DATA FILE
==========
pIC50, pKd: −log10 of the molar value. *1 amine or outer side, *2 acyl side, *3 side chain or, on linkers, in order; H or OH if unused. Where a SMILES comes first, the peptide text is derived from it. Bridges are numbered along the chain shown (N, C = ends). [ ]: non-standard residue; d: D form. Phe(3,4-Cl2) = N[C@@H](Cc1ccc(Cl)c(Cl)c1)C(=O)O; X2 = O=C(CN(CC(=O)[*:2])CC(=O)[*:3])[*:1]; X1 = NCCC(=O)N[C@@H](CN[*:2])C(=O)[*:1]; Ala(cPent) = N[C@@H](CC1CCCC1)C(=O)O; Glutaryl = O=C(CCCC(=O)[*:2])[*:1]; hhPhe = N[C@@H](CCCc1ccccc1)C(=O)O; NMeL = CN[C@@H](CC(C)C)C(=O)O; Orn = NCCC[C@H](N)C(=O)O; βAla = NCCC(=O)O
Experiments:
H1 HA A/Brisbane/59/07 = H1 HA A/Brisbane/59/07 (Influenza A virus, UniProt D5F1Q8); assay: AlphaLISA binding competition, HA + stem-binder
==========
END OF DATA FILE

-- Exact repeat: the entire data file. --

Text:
pIC50, pKd: −log10 of the molar value. *1 amine or outer side, *2 acyl side, *3 side chain or, on linkers, in order; H or OH if unused. Where a SMILES comes first, the peptide text is derived from it. Bridges are numbered along the chain shown (N, C = ends). [ ]: non-standard residue; d: D form. Phe(3,4-Cl2) = N[C@@H](Cc1ccc(Cl)c(Cl)c1)C(=O)O; X2 = O=C(CN(CC(=O)[*:2])CC(=O)[*:3])[*:1]; X1 = NCCC(=O)N[C@@H](CN[*:2])C(=O)[*:1]; Ala(cPent) = N[C@@H](CC1CCCC1)C(=O)O; Glutaryl = O=C(CCCC(=O)[*:2])[*:1]; hhPhe = N[C@@H](CCCc1ccccc1)C(=O)O; NMeL = CN[C@@H](CC(C)C)C(=O)O; Orn = NCCC[C@H](N)C(=O)O; βAla = NCCC(=O)O
Experiments:
H1 HA A/Brisbane/59/07 = H1 HA A/Brisbane/59/07 (Influenza A virus, UniProt D5F1Q8); assay: AlphaLISA binding competition, HA + stem-binder